Our Mother Who Art In Heaven 

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So the verdict is in, Octavia Spencer is my favorite actor. 

And yes, I used “actor” on purpose even though she’s a woman. (I’m a proud gramma nazi with an English degree. I know how to use words good. 🙃)

Any who, I used a gendered term because it serves my purpose when examining her role, as Papa, in her most recent big screen feature The Shack based on the New York Times Best Seller by the same name. 


I first came in contact with the novel in 2011. I was going through [what my 22 year old self thought was] a very rough season of transition. 

I was unloading to my friend, who’s one of my spiritual mentors, (a lot of people’s salvation can be traced back to sacrifices she made as a Michigan State University undergraduate). My dear sister in Christ, Elon, listened to my concerns. She heard my desperation, confusion and hopelessness.  

At the time, I thought I needed a car and a boo to make my life better. Elon knew I needed a shift in my understanding of God and who He is. She suggested I read The Shack and I did. 

Ever since, I’ve had a recurring picture in my mind of a big Black woman facing the sink singing and dancing to rock music whenever I think of God’s love for me. So when I saw that familiar image on the movie screen, I was again reminded of how God meets us where we are. He meets us where we are to take us where we need to be. 

The Shack is a great depiction of that. The shortened storyline is this. A white man, Mack, has a traumatic childhood. He grows up, marries, has children and has a life altering experience as an adult that made him feel distant from God. One day he goes to the shack and has a supernatural encounter with God, the trinity. 

He meets God the Father, played by Octavia Spencer, who’s affectionately referred to as Papa. He meets Jesus, played by a man who looks to be of Middle Eastern descent. He also meets the Holy Spirit who’s personified as an Asian woman. 


So like the main character, Mack, and probably every other reader I was stunned that God the Father was not just a woman, but a Black woman. 

But then again… why is that shocking? Many of the Black women I know and have heard of collectively consistently embody the characteristics of God.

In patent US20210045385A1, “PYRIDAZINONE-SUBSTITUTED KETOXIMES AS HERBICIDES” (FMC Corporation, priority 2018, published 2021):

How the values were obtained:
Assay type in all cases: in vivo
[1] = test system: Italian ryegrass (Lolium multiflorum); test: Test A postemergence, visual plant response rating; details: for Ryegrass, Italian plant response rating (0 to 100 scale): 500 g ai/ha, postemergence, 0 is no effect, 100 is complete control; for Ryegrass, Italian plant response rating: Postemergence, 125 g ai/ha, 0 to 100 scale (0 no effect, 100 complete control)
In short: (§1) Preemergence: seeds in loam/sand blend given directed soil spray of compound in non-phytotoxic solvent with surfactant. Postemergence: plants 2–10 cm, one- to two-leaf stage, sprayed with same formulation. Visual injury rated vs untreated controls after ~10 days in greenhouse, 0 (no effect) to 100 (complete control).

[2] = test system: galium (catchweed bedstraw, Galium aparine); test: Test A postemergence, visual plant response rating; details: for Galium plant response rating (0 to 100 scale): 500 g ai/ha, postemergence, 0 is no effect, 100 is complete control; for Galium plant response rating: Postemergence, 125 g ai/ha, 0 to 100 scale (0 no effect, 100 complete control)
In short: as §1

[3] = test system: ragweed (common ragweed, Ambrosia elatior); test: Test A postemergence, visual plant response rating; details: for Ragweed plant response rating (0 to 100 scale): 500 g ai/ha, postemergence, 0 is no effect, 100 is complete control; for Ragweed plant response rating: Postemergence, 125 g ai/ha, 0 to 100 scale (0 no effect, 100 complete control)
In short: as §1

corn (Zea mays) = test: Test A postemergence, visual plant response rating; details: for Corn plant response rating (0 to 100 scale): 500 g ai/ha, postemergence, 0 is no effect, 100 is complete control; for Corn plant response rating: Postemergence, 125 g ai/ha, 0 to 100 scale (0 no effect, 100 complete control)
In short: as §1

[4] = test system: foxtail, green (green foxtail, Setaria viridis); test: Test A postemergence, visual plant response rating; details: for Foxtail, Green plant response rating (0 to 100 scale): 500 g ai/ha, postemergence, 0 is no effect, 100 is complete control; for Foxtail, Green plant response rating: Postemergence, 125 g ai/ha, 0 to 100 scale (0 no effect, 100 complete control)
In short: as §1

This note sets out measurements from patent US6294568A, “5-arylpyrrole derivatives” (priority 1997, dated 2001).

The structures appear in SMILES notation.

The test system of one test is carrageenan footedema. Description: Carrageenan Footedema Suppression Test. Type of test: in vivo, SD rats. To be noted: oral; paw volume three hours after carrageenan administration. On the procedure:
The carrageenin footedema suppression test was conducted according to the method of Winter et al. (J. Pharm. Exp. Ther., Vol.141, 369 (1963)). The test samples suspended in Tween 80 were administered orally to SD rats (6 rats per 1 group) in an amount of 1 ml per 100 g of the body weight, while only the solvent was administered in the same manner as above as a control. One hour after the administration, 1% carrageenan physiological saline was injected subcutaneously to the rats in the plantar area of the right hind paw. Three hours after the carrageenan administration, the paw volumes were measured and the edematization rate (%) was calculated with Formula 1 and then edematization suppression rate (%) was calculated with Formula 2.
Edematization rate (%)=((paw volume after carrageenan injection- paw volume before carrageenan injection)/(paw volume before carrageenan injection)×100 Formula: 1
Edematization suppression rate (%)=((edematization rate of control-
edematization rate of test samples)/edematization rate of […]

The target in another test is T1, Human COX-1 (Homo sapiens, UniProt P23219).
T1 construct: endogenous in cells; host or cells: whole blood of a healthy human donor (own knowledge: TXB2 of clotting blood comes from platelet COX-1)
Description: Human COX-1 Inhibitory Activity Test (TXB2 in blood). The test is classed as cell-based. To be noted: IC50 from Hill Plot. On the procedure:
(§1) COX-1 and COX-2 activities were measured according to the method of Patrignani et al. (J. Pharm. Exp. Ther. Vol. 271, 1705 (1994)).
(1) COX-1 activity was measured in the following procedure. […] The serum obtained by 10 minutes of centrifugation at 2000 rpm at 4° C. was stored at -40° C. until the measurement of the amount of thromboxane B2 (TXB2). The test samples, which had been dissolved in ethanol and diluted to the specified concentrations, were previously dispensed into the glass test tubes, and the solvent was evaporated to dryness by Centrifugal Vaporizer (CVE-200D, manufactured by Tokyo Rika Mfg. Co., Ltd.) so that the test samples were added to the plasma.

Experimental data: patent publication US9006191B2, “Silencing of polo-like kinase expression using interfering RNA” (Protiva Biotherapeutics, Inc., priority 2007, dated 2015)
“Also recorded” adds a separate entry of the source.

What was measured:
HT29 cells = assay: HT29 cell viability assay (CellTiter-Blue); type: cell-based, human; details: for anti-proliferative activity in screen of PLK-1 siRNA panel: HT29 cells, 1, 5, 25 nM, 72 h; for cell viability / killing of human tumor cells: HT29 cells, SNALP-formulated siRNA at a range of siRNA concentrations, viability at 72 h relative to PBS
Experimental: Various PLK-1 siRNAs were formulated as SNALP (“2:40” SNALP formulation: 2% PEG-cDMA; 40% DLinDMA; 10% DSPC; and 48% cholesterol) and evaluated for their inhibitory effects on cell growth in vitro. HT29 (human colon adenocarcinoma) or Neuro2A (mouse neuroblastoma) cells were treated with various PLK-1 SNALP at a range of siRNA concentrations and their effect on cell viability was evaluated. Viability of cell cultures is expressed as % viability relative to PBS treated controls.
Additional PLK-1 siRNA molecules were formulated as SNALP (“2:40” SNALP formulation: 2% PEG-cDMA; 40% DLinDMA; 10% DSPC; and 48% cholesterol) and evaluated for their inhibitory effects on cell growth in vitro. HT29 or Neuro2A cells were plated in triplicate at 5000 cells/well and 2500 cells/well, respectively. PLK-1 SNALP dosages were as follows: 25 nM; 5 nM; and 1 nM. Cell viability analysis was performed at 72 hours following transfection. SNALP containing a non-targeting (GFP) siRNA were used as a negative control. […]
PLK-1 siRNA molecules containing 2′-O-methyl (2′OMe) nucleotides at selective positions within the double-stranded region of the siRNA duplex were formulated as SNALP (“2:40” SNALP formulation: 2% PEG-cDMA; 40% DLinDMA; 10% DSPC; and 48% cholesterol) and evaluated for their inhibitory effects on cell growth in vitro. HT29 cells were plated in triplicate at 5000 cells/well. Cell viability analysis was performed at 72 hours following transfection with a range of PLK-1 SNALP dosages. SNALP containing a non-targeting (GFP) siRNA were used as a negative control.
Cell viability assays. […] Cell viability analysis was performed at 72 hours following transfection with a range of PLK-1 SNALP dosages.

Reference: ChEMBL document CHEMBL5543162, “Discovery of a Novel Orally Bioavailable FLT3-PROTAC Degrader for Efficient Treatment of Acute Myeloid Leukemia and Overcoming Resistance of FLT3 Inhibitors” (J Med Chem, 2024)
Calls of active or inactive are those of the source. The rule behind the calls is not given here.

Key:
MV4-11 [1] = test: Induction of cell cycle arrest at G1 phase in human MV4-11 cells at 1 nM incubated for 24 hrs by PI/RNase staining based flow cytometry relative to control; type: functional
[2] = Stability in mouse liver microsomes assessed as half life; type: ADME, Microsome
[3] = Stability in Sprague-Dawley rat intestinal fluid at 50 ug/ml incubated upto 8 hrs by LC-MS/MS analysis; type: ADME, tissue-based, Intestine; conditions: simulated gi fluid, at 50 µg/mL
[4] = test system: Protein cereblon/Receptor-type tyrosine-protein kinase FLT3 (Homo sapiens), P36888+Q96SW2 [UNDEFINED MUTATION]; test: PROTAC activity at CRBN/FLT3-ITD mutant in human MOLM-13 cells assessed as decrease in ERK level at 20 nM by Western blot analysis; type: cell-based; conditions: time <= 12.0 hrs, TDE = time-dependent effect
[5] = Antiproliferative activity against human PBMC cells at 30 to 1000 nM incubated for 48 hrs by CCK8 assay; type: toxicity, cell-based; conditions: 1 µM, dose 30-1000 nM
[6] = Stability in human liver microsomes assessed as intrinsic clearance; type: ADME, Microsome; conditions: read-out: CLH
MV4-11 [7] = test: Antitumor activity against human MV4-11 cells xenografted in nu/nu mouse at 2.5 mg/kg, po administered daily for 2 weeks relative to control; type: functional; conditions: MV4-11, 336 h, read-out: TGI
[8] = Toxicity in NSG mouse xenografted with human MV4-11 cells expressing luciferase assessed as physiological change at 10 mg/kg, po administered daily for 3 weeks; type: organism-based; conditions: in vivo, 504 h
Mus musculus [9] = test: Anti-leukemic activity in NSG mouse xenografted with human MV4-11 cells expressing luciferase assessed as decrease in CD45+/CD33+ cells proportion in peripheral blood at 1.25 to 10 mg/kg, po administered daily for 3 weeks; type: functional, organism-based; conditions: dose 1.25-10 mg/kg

This is a powerful image of humility and strength. The woman pictured was not the only descendent of captured Africans who breastfed their masters’ children. It’s a commonly known fact that after slavery Black women could only find jobs that forced them to serve their oppressors. Black women have shown the character of Christ by doing something that is extremely difficult for the proud, serve someone who may never understand who you really are. Jesus died for people who will never acknowledge Him as Lord.
More than likely, even the most ignorant person recognizes the person in this photo. Here’s Rosa Parks. A woman who, like Christ, KNOWINGLY went into a situation that cost her life as she knew it. She, like Christ, was arrested and abused.  Because of her sacrifice and her willingness to be crucified, the course of history was changed forever.  If you haven’t already, meet Ella Baker. Ella was a leader who built leaders who built leaders. Like Christ had disciples who made disciples who make disciples. She is known for leaving a legacy that ensured the generation after her would be equipped to do more work than she did. Like, the Lord did.  

My granny… widowed mother of 8 who raised each of them and their children to understand how love overshadows every hurtful word and every offense and that it is what enables us to press through the hardest times in life. She taught us that life happens and sometimes it hurts, but the happenings and hurts cannot break the bonds of love when it’s pure. Just like Christ’s love for us fueled His ability to be cursed, whipped, spat on and nailed to a cross. 

These Black women in this picture remind me that life should be enjoyed and shared with a core group of people who understand your plight.